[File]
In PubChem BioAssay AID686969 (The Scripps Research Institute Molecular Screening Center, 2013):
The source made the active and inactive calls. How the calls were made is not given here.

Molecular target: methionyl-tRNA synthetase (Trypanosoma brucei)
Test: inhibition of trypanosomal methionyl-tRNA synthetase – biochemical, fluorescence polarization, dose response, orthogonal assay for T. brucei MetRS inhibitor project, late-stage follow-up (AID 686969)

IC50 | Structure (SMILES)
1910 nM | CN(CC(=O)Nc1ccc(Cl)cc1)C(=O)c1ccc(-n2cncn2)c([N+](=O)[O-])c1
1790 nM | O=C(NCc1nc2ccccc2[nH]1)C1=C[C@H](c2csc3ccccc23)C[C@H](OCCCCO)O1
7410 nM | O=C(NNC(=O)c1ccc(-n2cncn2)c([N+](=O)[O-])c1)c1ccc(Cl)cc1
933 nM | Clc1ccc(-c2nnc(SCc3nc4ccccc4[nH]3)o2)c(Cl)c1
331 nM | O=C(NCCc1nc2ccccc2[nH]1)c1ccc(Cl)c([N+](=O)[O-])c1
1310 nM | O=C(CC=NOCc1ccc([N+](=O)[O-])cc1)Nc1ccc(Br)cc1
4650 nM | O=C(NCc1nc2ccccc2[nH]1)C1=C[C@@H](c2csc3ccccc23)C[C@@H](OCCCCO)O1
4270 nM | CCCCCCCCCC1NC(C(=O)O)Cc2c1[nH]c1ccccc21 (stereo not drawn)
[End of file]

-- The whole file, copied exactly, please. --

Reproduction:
In PubChem BioAssay AID686969 (The Scripps Research Institute Molecular Screening Center, 2013):
The source made the active and inactive calls. How the calls were made is not given here.

Molecular target: methionyl-tRNA synthetase (Trypanosoma brucei)
Test: inhibition of trypanosomal methionyl-tRNA synthetase – biochemical, fluorescence polarization, dose response, orthogonal assay for T. brucei MetRS inhibitor project, late-stage follow-up (AID 686969)

IC50 | Structure (SMILES)
1910 nM | CN(CC(=O)Nc1ccc(Cl)cc1)C(=O)c1ccc(-n2cncn2)c([N+](=O)[O-])c1
1790 nM | O=C(NCc1nc2ccccc2[nH]1)C1=C[C@H](c2csc3ccccc23)C[C@H](OCCCCO)O1
7410 nM | O=C(NNC(=O)c1ccc(-n2cncn2)c([N+](=O)[O-])c1)c1ccc(Cl)cc1
933 nM | Clc1ccc(-c2nnc(SCc3nc4ccccc4[nH]3)o2)c(Cl)c1
331 nM | O=C(NCCc1nc2ccccc2[nH]1)c1ccc(Cl)c([N+](=O)[O-])c1
1310 nM | O=C(CC=NOCc1ccc([N+](=O)[O-])cc1)Nc1ccc(Br)cc1
4650 nM | O=C(NCc1nc2ccccc2[nH]1)C1=C[C@@H](c2csc3ccccc23)C[C@@H](OCCCCO)O1
4270 nM | CCCCCCCCCC1NC(C(=O)O)Cc2c1[nH]c1ccccc21 (stereo not drawn)